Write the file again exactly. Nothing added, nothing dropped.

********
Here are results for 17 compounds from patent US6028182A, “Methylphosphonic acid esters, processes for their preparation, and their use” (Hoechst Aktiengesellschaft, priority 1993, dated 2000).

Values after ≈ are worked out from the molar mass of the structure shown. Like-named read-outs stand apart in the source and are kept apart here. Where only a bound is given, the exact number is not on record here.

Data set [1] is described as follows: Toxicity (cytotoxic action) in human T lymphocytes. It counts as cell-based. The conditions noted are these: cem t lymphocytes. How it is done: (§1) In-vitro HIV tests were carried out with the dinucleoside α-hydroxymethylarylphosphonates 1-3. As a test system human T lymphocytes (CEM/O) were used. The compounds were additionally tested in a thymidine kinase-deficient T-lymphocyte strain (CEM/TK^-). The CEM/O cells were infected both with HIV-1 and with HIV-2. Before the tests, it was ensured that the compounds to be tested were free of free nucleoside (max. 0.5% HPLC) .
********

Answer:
Here are results for 17 compounds from patent US6028182A, “Methylphosphonic acid esters, processes for their preparation, and their use” (Hoechst Aktiengesellschaft, priority 1993, dated 2000).

Values after ≈ are worked out from the molar mass of the structure shown. Like-named read-outs stand apart in the source and are kept apart here. Where only a bound is given, the exact number is not on record here.

Data set [1] is described as follows: Toxicity (cytotoxic action) in human T lymphocytes. It counts as cell-based. The conditions noted are these: cem t lymphocytes. How it is done: (§1) In-vitro HIV tests were carried out with the dinucleoside α-hydroxymethylarylphosphonates 1-3. As a test system human T lymphocytes (CEM/O) were used. The compounds were additionally tested in a thymidine kinase-deficient T-lymphocyte strain (CEM/TK^-). The CEM/O cells were infected both with HIV-1 and with HIV-2. Before the tests, it was ensured that the compounds to be tested were free of free nucleoside (max. 0.5% HPLC) .